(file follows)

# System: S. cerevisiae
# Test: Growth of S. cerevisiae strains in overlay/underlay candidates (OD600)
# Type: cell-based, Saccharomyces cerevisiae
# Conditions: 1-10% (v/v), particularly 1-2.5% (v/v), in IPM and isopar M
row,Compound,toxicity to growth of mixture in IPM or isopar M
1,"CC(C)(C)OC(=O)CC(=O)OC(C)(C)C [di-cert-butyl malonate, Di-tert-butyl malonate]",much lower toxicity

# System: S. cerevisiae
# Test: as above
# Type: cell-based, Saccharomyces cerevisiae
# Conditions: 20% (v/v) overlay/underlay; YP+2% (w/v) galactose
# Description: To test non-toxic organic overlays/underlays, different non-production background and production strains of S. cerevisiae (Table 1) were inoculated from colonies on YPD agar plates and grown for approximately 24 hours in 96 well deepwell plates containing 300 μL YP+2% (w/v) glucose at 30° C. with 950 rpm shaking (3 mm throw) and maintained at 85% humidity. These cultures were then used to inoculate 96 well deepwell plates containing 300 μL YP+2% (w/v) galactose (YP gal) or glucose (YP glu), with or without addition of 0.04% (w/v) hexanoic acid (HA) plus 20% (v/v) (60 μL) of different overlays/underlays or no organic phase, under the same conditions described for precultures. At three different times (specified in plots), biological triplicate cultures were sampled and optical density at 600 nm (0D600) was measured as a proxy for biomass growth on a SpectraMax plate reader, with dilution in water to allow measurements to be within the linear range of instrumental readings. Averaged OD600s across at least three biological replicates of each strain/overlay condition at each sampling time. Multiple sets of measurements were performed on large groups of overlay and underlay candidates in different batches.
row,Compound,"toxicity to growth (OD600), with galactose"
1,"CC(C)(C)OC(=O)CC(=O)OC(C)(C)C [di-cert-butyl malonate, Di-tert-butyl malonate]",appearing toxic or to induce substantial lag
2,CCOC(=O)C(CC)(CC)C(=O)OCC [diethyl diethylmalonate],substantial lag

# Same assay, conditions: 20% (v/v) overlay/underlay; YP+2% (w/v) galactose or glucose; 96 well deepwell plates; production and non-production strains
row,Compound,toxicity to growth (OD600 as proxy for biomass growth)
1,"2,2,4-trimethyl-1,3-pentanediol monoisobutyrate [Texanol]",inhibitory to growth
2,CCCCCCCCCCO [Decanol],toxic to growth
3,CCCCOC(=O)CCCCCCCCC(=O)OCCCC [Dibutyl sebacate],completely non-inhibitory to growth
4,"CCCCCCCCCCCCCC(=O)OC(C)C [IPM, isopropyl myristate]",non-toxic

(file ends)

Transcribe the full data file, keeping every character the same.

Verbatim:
# System: S. cerevisiae
# Test: Growth of S. cerevisiae strains in overlay/underlay candidates (OD600)
# Type: cell-based, Saccharomyces cerevisiae
# Conditions: 1-10% (v/v), particularly 1-2.5% (v/v), in IPM and isopar M
row,Compound,toxicity to growth of mixture in IPM or isopar M
1,"CC(C)(C)OC(=O)CC(=O)OC(C)(C)C [di-cert-butyl malonate, Di-tert-butyl malonate]",much lower toxicity

# System: S. cerevisiae
# Test: as above
# Type: cell-based, Saccharomyces cerevisiae
# Conditions: 20% (v/v) overlay/underlay; YP+2% (w/v) galactose
# Description: To test non-toxic organic overlays/underlays, different non-production background and production strains of S. cerevisiae (Table 1) were inoculated from colonies on YPD agar plates and grown for approximately 24 hours in 96 well deepwell plates containing 300 μL YP+2% (w/v) glucose at 30° C. with 950 rpm shaking (3 mm throw) and maintained at 85% humidity. These cultures were then used to inoculate 96 well deepwell plates containing 300 μL YP+2% (w/v) galactose (YP gal) or glucose (YP glu), with or without addition of 0.04% (w/v) hexanoic acid (HA) plus 20% (v/v) (60 μL) of different overlays/underlays or no organic phase, under the same conditions described for precultures. At three different times (specified in plots), biological triplicate cultures were sampled and optical density at 600 nm (0D600) was measured as a proxy for biomass growth on a SpectraMax plate reader, with dilution in water to allow measurements to be within the linear range of instrumental readings. Averaged OD600s across at least three biological replicates of each strain/overlay condition at each sampling time. Multiple sets of measurements were performed on large groups of overlay and underlay candidates in different batches.
row,Compound,"toxicity to growth (OD600), with galactose"
1,"CC(C)(C)OC(=O)CC(=O)OC(C)(C)C [di-cert-butyl malonate, Di-tert-butyl malonate]",appearing toxic or to induce substantial lag
2,CCOC(=O)C(CC)(CC)C(=O)OCC [diethyl diethylmalonate],substantial lag

# Same assay, conditions: 20% (v/v) overlay/underlay; YP+2% (w/v) galactose or glucose; 96 well deepwell plates; production and non-production strains
row,Compound,toxicity to growth (OD600 as proxy for biomass growth)
1,"2,2,4-trimethyl-1,3-pentanediol monoisobutyrate [Texanol]",inhibitory to growth
2,CCCCCCCCCCO [Decanol],toxic to growth
3,CCCCOC(=O)CCCCCCCCC(=O)OCCCC [Dibutyl sebacate],completely non-inhibitory to growth
4,"CCCCCCCCCCCCCC(=O)OC(C)C [IPM, isopropyl myristate]",non-toxic